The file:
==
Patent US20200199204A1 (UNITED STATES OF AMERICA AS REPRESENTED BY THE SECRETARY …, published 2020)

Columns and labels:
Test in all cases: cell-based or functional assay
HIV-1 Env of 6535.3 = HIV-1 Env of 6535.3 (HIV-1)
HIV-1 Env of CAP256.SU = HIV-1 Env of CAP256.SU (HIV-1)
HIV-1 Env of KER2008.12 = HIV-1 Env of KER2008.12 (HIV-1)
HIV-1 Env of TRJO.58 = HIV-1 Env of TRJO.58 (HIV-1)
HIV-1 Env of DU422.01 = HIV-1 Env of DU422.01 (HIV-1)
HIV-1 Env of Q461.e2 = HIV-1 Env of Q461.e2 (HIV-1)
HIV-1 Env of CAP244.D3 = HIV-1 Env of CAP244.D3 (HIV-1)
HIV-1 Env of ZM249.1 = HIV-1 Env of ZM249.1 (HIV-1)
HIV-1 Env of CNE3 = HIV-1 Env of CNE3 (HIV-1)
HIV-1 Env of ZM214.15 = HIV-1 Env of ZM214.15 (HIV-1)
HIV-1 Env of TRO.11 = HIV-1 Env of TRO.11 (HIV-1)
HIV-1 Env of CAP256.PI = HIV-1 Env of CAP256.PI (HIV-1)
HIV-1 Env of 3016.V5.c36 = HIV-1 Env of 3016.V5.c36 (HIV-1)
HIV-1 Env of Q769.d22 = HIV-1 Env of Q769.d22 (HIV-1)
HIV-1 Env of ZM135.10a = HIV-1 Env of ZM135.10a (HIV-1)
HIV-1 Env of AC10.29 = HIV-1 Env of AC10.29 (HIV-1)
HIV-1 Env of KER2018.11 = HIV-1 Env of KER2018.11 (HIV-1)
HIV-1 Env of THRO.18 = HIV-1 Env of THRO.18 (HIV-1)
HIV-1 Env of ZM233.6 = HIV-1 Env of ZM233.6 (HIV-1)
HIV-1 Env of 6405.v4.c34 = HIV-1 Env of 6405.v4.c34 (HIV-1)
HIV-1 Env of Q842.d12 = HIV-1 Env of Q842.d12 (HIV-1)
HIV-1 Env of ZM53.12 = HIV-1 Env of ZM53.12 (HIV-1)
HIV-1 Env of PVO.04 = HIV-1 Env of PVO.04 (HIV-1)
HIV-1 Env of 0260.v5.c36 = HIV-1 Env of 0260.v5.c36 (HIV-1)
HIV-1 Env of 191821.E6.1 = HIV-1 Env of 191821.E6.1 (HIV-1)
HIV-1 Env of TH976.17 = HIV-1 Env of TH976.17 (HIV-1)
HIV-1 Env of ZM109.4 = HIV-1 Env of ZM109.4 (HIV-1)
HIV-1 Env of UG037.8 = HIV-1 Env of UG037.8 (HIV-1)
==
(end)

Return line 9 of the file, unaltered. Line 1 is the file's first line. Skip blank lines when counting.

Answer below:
HIV-1 Env of Q461.e2 = HIV-1 Env of Q461.e2 (HIV-1)